Drug crimes – The very low rates of recorded drug crimes throughout the Chew Valley Area wards in 2014 reflects the very low B&NES average (1.91 per 1,000). There was only one ward in the Chew Valley Area that was slightly above the B&NES average, Clutton (1.95 per 1,000). There were no drug crimes recorded for the Chew Valley South ward in 2014.

Thefts, robberies and burglaries – The ward in the Chew Valley Area with the highest rate of recorded thefts, robberies and burglaries per 1,000 of the population in 2014 was Chew Valley North (22.54 per 1,000). This was the only ward to have a higher rate than the B&NES average (16.99 per 1,000). The lowest rate of thefts, robberies and burglaries were in:

  • Clutton (7.04 per 1,000)
  • Chew Valley South (7.08 per 1,000)
  • Mendip (8.07 per 1,000).

Violence and sexual offences – The highest rates of recorded violence and sexual offences in the Chew Valley Area in 2014 were in Clutton (4.30 per 1,000) and Chew Valley North (3.54 per 1,000). However the B&NES average was more than twice as high (8.87 per 1,000 residents). Mendip was the ward with the lowest rate (2.20 per 1,000) closely followed by Chew Valley South (2.50 per 1,000).

Local assets and services

Education

There is one secondary school, Chew Valley, which has 1200 pupils including 200 in the Sixth Form.  Many of the student travel from bordering areas such as Bristol. The school site also accommodates the leisure centre and a children’s centre. There are eight primary schools in the area, seven are run by the Local Authority and one, Chew Stoke, is an Academy. 7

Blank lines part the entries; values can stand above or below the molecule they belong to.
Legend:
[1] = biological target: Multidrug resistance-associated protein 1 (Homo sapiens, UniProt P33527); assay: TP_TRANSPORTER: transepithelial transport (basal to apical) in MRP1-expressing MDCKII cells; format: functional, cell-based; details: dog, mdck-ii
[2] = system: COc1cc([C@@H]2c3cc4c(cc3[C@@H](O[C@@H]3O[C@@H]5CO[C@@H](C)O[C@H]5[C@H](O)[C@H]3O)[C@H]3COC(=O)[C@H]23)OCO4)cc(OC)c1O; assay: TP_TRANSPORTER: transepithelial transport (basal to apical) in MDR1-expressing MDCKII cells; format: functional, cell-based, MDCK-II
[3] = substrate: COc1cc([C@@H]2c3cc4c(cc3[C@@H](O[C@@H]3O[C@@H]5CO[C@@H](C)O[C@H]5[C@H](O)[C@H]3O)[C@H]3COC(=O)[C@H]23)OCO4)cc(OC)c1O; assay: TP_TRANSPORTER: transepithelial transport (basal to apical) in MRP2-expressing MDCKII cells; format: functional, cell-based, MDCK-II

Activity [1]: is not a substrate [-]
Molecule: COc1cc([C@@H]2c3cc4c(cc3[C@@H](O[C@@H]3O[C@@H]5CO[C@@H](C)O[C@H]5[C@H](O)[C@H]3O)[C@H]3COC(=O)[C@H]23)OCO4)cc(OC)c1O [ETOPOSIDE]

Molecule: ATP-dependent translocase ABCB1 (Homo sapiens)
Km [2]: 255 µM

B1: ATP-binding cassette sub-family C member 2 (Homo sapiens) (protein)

Health and wellbeing

Figure 2: GP Practice Boundaries - Harptree and Cameley 

(Click here to see a larger image of Figure 2)

Recently the GP surgery in Chew Magna relocated to a nearby village Chew Stoke. Other GP surgeries are located in West Harptree and Temple Cloud.  8 9

A number of the larger villages have retained their local pub and convenience stores with some provision for post office services, and a supply of library books being part of the ‘Hub in the Pub’ in Chew Stoke.  All villages have a church room, village or community facility, which vary in size and are used by a range of clubs and groups on a regular basis. The mobile library service also operates once a week in the area.  Chew Magna acts as a local service hub to the surrounding villages. 10

Deprivation

There is very little deprivation in the Chew Valley area. All wards are within the least deprived 30% nationally and Chew Valley South falls within the least deprived 10%. 11

Housing

Housing growth in the Chew Valley over the next 20 years will be limited and any new development will be focussed on villages outside the Green Belt that have a wide range of local facilities and public transport. The Core Strategy 12 makes provision for the larger villages outside the Green Belt to identify development sites to accommodate around 50 dwellings, with small villages outside the Green Belt with a more limited range of services/facilities identifying sites to accommodate around 10 to 15 dwellings within the plan period. For those villages within and ‘washed over’ by the Green Belt new housing provision is limited to small scale infill development or limited affordable housing to meet local community needs. 

Transport

Poor public transport provision means that the population is very reliant on private transport. The need for Community Transport has continued to increase particularly for health related appointments and social activities. 13 14

Community Engagement